Samhain eve is coming soon...*

Last night, Husband #1 and I were out in the backyard, and noticed a little bat swooping over our swimming pool. We were very happy to see the little critter making a dent in our insect population, and when we realized that s/he'd brought a few friends - there was a cloud of bats over our house, swooping and skimming the roof and the patio umbrella and our heads - we were positively delighted.

The half-moon was up, and the little bats were silhouetted against it from time-to-time as they fluttered around. This is when we realized that the bats were over our house, and didn't seem to be anywhere else.

There's probably a reasonable, rational explanation, but really? The bats were only over the witches' house?

I love my weird-ass life.

*I have a tendency to re-write Christmas songs for Samhain. When the holiday gets closer, I'll post "Samhain Wonderland".

Sunday, September 4, 2011

Terms of engagement.

I've been around long enough to know that the minute you say you're a "witch" or "pagan" or what-have-you, that a million people will jump out of the woodwork to tell you how wrong you are, that what you do/believe isn't witchcraft/pagan/what-have-you.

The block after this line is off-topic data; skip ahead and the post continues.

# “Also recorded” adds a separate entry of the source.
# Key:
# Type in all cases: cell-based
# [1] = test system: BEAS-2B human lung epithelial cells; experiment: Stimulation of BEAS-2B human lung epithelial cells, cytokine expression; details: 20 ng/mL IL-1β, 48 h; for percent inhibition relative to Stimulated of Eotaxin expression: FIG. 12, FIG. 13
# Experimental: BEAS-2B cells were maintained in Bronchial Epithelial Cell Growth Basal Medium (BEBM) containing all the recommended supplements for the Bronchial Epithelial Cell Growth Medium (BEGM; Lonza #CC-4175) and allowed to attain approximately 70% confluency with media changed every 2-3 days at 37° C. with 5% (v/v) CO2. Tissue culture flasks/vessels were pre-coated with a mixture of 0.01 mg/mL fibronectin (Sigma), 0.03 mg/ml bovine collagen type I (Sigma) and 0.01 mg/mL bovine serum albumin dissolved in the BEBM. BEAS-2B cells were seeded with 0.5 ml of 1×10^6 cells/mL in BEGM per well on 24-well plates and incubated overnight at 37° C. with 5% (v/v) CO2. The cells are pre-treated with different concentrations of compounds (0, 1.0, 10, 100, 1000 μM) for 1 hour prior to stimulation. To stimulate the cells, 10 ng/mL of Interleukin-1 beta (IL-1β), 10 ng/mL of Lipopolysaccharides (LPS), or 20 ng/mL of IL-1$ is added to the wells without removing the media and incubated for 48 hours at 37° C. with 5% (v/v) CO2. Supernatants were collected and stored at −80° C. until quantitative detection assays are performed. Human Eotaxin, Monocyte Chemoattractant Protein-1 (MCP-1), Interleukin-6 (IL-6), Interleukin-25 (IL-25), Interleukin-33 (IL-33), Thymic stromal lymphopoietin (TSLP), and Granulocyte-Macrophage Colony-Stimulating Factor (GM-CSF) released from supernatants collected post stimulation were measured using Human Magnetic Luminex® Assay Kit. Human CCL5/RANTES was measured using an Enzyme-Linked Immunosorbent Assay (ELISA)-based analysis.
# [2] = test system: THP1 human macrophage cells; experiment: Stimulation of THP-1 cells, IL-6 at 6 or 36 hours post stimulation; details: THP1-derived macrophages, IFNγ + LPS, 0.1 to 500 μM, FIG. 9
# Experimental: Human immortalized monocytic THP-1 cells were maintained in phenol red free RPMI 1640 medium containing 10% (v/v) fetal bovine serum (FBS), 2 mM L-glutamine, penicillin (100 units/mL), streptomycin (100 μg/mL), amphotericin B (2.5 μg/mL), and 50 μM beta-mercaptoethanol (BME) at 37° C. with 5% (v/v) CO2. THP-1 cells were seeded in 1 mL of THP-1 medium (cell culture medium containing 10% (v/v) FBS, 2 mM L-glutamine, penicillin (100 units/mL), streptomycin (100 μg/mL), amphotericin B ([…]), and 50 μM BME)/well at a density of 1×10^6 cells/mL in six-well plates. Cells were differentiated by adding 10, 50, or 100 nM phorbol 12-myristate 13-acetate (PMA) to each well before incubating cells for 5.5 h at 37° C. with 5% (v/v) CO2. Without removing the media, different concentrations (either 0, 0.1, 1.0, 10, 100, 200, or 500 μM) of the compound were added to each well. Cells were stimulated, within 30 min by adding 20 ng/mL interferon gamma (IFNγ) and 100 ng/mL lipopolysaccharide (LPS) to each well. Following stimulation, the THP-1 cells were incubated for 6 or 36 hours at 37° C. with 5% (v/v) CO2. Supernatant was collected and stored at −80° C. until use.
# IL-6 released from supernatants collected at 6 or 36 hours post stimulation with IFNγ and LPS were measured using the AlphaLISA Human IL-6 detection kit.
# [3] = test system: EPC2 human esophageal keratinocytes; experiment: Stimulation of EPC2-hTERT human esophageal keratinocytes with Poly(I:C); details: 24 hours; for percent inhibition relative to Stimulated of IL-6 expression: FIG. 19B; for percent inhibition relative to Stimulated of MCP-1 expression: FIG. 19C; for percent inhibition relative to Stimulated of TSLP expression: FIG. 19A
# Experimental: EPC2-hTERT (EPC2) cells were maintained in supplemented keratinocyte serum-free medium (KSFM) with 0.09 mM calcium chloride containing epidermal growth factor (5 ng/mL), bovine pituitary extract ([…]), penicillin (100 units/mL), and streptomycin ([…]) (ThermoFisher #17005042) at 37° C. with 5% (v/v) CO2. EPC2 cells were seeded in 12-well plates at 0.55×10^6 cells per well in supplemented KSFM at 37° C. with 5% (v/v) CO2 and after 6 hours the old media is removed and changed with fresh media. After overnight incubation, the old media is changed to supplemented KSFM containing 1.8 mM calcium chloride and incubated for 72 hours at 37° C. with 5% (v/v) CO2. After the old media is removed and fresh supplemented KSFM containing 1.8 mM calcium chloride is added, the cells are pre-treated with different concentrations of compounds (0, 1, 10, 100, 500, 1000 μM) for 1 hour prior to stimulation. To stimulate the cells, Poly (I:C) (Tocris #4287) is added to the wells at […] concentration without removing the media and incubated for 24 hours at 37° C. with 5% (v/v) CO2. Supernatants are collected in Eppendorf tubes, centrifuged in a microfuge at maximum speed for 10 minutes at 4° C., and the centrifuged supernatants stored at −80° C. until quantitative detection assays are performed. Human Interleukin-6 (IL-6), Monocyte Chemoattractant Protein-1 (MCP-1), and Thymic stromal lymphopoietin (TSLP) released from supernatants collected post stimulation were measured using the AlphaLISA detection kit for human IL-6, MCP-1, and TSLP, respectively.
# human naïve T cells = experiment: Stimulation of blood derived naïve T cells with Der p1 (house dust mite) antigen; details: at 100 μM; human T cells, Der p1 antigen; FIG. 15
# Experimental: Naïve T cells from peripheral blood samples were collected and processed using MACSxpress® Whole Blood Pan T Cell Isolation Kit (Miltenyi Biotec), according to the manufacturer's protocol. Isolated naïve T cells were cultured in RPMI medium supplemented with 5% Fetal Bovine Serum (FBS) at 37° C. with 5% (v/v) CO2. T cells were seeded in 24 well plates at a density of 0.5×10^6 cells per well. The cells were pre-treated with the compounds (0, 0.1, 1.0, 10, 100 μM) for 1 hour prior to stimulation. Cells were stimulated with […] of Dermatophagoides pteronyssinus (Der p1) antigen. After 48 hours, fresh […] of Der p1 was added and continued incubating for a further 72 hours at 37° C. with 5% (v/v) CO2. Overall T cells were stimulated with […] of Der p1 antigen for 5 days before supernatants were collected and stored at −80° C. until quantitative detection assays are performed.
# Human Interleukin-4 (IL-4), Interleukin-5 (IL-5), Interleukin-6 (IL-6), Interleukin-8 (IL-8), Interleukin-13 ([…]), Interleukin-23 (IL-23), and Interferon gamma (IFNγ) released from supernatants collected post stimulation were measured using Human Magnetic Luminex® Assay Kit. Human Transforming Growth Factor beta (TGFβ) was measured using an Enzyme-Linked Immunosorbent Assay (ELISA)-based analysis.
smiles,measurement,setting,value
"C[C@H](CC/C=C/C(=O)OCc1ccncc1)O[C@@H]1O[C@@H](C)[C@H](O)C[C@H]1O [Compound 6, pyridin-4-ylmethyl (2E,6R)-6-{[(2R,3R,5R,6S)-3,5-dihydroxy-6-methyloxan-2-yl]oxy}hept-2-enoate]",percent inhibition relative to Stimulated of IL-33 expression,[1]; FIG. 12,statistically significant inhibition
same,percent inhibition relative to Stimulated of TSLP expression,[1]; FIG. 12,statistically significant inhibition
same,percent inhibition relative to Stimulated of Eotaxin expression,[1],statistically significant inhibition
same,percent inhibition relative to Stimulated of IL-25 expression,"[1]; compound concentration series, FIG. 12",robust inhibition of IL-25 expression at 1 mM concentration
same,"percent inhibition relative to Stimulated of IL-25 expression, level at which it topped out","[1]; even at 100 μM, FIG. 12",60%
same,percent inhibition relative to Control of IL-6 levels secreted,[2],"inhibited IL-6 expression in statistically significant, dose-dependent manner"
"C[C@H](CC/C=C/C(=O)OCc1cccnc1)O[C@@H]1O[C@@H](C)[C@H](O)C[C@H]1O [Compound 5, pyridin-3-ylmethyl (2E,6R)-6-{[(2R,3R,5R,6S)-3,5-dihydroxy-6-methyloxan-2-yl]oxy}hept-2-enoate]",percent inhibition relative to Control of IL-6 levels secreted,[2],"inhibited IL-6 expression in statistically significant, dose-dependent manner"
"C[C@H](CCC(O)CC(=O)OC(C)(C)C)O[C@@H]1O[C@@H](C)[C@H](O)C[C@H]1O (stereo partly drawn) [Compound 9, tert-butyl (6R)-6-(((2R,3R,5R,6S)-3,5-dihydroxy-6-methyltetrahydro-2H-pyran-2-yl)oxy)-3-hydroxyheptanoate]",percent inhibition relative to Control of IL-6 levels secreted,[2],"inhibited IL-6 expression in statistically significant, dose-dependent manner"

On the other hand, I've seen what happens when we stop having some sort of standard for calling yourself things, leading to "But I Read A Book" 18-year-old High Priestesses and "Druids" who don't know that The Wicker Man is not a documentary.

So - The ocelot's Terms of Engagement, where I'll tell you what certain words mean to me, without the disclaimer that they may mean different things to different people, etc., because this is my little space where I'm not obligated to do such things. Don't agree? Can you explain why without sounding like an officious ass, in a spirit of an exchange of ideas, as opposed to trying to fact-bash me to death? Have at. If not, go slam me on your own blog or something.

DRUID: Priest/philosopher/healer/lawyer (at a minimum) of the ancient Celts. I'll accept you calling yourself this if you seem well-versed in the history of the Celts/one of the Celtic cultures and Celtic mythology, or if you're ADF or Henge of Keltria. If you don't know any of the myths, think Druids were the only ones who used magic, and seem to have no interest in/relationship with any Celtic deities, I will dismiss you as another Pseudo-Celtic Whackaloon (PCW).